Tuesday, February 5, 2019

Best Posts of 2018

By Sam Piha

Since we launched the Learning in Afterschool & Summer (LIAS) project, we have published over 354 blog posts, attracting 410,062 views. In 2018, we published 34 blog posts, attracting 57,050 views. Below, we list some of our favorites and most viewed posts.

Photo Credit: ResponsiveClassroom.org
The Power of Sharing Circles (May 2018)
We know that bringing together young people and offering them the opportunity to have their individual voices heard in the larger community is an important practice. We are referring to “talking or sharing circles” - bringing youth together in a circle and asking each individual to speak while the rest of the group practices active listening. Read more.

New Educational Trends and Terms (April 2018)
In America, educational trends and thinking don’t evolve. Instead, they tend to swing like a pendulum or cycle back and forth. To see a good example, just look at the writings of John Dewey from the early 1900s. Read more.

Shawn Ginwright
Shifting From Trauma Informed Care to Healing Centered Engagement (August 2018) 

Dr. Ginwright recently authored an article entitled Shifting From Trauma Informed Care to Healing Centered Engagement. In this post, we offer a few excerpts from his article and urge everyone to read it in its entirety. Read more.

In the Aftermath of Parkland: What is the Role of Expanded Learning Programs? (March 2018)
We were shocked and dismayed by another mass shooting, this one at  Stoneman Douglas High School in Parkland, FL. As a field that promotes safety, youth voice, and youth civic engagement, we commend the students that have spoken up about gun violence. Read more.

HEARTSET: Transforming Teaching & Learning (March 2018) 
Have you ever thought that the challenges that educators face today are different from any in modern time?  With political and social unrest creating a stressful environment, how can we best uplift ourselves and assist our young people deal with life and learning? Read more.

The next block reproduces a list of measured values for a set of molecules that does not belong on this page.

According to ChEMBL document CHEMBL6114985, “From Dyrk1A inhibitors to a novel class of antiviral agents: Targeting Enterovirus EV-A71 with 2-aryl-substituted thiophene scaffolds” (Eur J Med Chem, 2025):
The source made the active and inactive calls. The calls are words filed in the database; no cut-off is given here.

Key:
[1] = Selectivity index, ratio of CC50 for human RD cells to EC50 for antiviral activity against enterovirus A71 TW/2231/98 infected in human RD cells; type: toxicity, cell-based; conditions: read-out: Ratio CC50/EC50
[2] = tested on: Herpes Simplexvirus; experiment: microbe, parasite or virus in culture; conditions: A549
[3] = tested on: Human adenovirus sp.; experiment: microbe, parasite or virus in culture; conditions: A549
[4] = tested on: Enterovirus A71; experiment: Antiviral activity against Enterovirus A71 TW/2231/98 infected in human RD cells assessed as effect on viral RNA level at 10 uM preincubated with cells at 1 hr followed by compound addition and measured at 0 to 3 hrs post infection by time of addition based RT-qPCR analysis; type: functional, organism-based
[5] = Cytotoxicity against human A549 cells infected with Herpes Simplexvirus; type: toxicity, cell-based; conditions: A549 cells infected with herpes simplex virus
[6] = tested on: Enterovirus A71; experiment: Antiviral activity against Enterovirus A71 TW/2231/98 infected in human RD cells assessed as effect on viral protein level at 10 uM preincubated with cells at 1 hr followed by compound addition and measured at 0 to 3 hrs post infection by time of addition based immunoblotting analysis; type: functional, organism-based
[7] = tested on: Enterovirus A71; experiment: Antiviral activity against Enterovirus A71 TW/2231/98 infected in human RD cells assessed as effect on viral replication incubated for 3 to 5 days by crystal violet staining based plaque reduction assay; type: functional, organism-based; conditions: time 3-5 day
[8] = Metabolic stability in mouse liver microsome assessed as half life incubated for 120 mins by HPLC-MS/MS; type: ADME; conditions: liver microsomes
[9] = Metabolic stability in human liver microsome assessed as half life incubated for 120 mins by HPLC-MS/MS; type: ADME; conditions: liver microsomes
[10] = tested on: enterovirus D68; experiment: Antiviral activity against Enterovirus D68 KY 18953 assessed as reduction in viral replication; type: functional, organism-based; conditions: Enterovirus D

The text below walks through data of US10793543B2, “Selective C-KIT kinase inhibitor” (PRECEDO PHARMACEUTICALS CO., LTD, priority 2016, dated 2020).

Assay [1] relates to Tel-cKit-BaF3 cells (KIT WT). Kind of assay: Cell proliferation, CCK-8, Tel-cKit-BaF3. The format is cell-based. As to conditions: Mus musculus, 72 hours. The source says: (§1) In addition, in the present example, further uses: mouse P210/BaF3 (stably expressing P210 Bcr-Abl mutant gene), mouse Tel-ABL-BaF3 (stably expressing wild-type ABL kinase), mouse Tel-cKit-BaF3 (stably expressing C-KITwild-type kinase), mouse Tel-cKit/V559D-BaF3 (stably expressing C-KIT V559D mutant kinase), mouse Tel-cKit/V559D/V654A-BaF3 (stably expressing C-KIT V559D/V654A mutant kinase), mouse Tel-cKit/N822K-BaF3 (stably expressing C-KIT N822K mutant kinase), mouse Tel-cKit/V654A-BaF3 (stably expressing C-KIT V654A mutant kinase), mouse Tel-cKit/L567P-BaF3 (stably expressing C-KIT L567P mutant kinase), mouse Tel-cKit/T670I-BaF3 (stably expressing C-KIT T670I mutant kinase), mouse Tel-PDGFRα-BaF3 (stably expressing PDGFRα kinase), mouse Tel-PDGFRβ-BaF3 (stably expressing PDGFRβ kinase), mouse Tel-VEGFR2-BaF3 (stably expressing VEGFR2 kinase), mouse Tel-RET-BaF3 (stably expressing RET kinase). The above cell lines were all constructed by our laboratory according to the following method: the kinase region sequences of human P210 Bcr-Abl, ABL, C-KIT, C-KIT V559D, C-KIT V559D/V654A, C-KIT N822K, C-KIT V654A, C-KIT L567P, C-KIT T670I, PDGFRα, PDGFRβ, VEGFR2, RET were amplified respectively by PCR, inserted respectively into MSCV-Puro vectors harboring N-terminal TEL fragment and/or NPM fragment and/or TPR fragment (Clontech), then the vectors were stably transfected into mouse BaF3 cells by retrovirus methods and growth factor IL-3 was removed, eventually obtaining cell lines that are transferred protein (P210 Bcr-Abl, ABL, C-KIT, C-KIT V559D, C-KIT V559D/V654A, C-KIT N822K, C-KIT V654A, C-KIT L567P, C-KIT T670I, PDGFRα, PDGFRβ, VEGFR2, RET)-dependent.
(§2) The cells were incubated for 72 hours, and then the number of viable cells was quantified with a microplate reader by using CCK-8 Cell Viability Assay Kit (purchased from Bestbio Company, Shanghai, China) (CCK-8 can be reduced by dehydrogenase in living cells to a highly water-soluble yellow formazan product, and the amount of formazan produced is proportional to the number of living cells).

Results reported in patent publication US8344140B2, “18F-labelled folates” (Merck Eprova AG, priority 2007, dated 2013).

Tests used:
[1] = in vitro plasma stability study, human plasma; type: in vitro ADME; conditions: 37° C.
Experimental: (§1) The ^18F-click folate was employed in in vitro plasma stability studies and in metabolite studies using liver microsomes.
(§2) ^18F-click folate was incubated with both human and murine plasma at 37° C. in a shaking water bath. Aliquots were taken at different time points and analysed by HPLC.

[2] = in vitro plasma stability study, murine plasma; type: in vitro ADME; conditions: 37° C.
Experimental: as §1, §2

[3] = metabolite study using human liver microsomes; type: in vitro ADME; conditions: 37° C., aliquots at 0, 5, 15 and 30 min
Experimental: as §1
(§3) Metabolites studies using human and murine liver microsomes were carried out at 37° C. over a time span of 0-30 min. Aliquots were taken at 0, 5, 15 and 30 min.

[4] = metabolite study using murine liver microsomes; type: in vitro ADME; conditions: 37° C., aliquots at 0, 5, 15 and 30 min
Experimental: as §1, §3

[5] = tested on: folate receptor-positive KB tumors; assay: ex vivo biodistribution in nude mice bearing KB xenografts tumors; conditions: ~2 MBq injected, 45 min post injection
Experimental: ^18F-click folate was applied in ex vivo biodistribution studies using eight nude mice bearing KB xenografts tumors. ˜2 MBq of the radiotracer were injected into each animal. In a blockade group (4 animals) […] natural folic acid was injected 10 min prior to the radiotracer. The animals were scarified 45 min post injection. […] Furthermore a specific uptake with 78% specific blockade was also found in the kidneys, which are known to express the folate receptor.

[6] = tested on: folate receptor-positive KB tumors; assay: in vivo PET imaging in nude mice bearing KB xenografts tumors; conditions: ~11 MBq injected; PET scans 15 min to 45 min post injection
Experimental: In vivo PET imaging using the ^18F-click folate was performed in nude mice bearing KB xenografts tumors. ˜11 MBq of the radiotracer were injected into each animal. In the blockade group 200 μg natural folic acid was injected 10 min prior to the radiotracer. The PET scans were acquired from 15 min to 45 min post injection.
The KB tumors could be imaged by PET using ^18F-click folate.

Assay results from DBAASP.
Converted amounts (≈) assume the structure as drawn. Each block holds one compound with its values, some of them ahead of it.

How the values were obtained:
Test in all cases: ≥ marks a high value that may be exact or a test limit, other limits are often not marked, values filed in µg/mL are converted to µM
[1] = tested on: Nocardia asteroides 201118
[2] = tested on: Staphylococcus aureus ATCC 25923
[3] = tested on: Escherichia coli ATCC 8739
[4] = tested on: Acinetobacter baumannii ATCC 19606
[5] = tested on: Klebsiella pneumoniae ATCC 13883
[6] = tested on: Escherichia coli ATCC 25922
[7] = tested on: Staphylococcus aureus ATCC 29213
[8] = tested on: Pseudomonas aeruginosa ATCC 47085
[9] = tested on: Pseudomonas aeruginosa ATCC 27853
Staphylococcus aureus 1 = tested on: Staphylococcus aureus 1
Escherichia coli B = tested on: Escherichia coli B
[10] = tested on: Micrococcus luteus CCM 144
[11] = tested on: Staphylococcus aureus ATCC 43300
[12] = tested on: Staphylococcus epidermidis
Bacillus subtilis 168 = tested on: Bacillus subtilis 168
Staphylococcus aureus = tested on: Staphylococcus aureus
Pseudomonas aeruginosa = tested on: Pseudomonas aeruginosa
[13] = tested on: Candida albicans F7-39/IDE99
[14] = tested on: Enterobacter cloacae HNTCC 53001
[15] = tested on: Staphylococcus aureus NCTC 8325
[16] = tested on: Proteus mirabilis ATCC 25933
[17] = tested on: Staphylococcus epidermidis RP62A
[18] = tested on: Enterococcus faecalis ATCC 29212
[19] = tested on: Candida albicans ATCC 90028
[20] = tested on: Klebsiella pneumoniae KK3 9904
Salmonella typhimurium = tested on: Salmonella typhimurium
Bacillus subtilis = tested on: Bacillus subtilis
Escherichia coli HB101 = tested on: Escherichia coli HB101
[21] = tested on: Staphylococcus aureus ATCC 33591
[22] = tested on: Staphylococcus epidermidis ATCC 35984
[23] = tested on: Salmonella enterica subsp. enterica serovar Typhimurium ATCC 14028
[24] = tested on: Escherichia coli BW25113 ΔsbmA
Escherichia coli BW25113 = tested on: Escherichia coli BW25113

How Not to Lose Your Mind Over Every New Trend in Your Field (March 2018)
It sometimes feels like risking whiplash to try to follow all the emerging trends in our field and the potential funding, resources and opportunities that come along with them. Every few years, sometimes more often, there are new trends that are often accompanied by or are a part of funding opportunities. Some of these trends stick around for awhile until something newer, younger and sexier gets introduced. Some trends seem to come around in cycles. Read more.

Johanna Masis
Johanna Masis Sharing Circles: Cyphers (May 2018)
At Oakland Leaf, all of our programs incorporate the practice of Cyphers. We believe in the power of people's stories and life experiences regardless of how many years they have been alive.  There is a collective wisdom that exists and needs to be honored. When we practice Cyphers, or community circles, the benefits are immense. Read more.

An Interview with Researcher Deborah Lowe Vandell (October 2018)
Deborah Lowe Vandell has been a leading researcher on expanded learning programs since 1985. Dr. Vandell agreed to respond to our interview questions regarding her research on the field of afterschool. Read more.

What Difference Does It Make? An Interview with Milbrey McLaughlin
Milbrey McLaguhlin
(June 2018)

Dr. McLaughlin recently released a new book entitled, You Can’t Be What You Can’t See: The Power of Opportunity to Change Young Lives. In this post, we offer her responses to a few questions regarding her work. Read more.

Practitioners Speak Out: Serving the Needs of Immigrant Youth (February 2018)
We previously published a blog post on the issue of supporting immigrant families and their children in afterschool. We want to follow this up by hearing directly from youth practitioners from Educators For Fair Consideration (E4FC) that specialize in serving this population. Read more.

No comments:

Post a Comment

Reed Larson’s Research on Youth Development

Source: Reed Larson, The Youth Development Experience Kate Walker By Guest Blogger Kate Walker, Extension Specialist, Youth Development, Uni...